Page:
A lawn care company that has a sole purpose of linking homeowners with lawn care providers - - that has become known for their “Best Of” and “Worst Of” lists, put together another list, this time ranking Murfreesboro as one of the worst cities for electric car owners.
#2 Riverside, CA
#3 Sacramento, CA
#4 Fort Collins, CO
#5 Salt Lake City, UT
and ... #192 Murfreesboro, TN
On this list, Murfreesboro ranked at number 192 for the 2021 "Best" Cities for Electric Car Owners. Of course, a rank of 192 is not exactly at the top of the list and is instead at the bottom of the list that ranked a total of 200 cities nationwide.
To get their results, the company evidently looked under the hood of 200 U.S. cities and ranked them on 11 key factors — from the number of state EV laws and incentives to average insurance premiums to the number of charging stations per capita.
Needless to say, Murfreesboro didn’t stack up to the other cities on their list.
Murfreesboro’s Rank for Some of the Key Metrics (200 = Worst)
• Electric Vehicle Charging Stations per Capita - 80th
• Average Commute Time - 126th
• Electricity Cost - 61st
• Presence of Local Clean City Coalitions (Yes=1, No=0) - 0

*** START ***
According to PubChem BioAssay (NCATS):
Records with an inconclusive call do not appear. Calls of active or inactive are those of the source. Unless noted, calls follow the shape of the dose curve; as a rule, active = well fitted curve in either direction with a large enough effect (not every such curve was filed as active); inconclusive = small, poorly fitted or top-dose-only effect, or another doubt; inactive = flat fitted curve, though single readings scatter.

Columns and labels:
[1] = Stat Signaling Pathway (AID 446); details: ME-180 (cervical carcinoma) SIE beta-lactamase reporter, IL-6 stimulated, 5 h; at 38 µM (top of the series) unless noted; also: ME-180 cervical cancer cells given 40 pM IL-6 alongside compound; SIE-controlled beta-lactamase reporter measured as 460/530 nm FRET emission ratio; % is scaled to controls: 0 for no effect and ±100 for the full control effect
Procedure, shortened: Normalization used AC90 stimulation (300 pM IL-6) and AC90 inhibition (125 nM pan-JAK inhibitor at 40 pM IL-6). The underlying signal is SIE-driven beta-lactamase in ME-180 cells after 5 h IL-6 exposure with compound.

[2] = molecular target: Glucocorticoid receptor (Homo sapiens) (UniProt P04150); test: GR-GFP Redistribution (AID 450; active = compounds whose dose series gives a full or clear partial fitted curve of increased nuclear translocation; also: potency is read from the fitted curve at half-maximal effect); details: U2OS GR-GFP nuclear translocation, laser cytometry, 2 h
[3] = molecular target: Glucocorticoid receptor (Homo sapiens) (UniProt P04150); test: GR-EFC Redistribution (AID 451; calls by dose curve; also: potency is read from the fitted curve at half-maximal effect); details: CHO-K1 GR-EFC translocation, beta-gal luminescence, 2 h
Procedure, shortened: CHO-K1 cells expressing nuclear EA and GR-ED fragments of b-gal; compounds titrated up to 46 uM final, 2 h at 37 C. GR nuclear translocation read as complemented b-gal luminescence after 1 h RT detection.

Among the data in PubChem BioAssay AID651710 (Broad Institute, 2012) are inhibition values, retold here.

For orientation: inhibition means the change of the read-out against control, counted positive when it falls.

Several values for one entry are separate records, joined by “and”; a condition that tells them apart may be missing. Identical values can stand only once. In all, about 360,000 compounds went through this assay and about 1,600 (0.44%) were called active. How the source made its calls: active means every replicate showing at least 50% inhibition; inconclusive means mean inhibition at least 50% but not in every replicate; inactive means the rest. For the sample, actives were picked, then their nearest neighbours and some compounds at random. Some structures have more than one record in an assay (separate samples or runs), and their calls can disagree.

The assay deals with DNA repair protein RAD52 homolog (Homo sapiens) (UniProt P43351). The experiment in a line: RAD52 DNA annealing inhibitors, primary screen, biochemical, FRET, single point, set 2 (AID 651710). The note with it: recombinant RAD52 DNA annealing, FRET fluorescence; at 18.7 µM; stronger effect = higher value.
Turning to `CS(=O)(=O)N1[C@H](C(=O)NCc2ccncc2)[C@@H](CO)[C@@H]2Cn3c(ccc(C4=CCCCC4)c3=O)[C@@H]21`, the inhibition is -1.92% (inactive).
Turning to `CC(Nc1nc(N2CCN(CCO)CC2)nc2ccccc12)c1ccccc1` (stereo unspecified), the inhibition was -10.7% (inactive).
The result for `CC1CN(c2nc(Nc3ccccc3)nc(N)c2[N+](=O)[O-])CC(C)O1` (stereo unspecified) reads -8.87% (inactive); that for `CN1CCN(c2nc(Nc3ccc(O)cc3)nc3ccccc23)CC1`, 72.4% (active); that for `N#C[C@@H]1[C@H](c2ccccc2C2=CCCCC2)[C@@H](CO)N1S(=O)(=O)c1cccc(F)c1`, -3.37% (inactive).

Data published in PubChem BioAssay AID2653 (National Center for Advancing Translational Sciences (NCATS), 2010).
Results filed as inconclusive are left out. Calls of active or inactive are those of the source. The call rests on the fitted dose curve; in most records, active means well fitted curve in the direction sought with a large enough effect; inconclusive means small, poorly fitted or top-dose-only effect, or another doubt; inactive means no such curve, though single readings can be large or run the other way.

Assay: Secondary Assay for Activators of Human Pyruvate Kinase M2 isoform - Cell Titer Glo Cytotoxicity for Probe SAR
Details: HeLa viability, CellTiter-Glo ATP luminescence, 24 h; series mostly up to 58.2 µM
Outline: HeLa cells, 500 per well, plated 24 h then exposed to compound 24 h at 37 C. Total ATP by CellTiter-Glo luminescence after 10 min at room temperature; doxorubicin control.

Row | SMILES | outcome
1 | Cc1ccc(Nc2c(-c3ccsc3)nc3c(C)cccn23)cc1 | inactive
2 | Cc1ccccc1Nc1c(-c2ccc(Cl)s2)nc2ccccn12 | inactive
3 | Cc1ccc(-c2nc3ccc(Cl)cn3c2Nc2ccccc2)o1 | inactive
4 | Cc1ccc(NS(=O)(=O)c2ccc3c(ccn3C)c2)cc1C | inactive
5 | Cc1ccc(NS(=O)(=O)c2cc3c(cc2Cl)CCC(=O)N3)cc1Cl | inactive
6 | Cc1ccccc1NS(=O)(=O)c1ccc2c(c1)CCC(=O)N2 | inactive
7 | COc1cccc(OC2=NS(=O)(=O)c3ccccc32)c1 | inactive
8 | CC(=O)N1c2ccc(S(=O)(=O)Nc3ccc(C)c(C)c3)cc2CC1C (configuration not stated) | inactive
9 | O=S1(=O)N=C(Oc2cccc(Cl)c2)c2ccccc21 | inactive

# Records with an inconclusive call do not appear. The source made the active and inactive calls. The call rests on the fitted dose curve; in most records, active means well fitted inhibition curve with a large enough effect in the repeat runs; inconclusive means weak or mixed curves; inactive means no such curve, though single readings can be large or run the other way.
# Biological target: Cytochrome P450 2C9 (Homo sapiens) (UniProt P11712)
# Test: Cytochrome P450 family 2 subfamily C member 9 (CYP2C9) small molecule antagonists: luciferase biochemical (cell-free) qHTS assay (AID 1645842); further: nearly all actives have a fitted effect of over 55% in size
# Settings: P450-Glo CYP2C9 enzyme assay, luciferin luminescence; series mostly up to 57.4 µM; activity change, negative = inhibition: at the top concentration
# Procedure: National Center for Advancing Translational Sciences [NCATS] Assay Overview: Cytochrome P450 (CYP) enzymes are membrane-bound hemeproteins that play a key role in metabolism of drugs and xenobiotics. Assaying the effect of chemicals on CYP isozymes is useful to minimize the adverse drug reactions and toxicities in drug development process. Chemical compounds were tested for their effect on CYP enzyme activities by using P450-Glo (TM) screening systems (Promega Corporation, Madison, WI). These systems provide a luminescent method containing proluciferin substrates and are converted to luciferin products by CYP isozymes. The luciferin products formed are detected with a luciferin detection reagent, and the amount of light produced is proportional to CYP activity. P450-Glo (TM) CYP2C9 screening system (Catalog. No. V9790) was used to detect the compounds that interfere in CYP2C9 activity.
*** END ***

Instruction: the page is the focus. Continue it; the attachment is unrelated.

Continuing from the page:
• Number of Electric Vehicle State Laws and Incentives - 185th
• Property Crime Rate (Larceny-Theft, Motor Vehicle Theft) - 92nd
Highlights and Lowlights:
• California is Electric Avenue: With a whopping 21 out of the top 25 cities, the Golden State is laps ahead of the rest of the country in the electric vehicle race. Irvine, for example, finished No. 1 with the highest number of electric vehicle charging stations per capita, and Sacramento is tops for having the most EV laws and incentives.
• California’s strong finish may all be related to Gov. Gavin Newsom’s recent mandate for all new California vehicles to be electric by 2035.
• Not in Kansas Anymore: Kansas City, Missouri, is the 38th largest city in the U.S., but it came in 4th on the number of EV charging stations per capita. And one of its largest satellite cities — Overland Park, Kansas — holds 6th place in the same metric.
This is no accident: Kansas City leaders have made a concerted effort to build up infrastructure and attract EVs. While the incentive categories for both cities leave much to be desired, it’s safe to say America’s Heartland is a surprising hotspot for drivers of electric cars.
• Go Ahead, Mess With Texas: With six cities in the bottom 20, the Lone Star State is woefully behind on the electric vehicle craze. Midland is the worst-ranked city with abysmal numbers of EV charging stations, high electricity costs, and a low incentive structure.
In fact, oil-producing giant Texas is considering a major fee hike on electric and hybrid vehicles, which will surely serve as a disincentive. Despite being home to one of Tesla’s newest EV factories, Texas has a long way to go before it can be considered a friendly place for electric vehicles.
Their full ranking and analysis can be found here: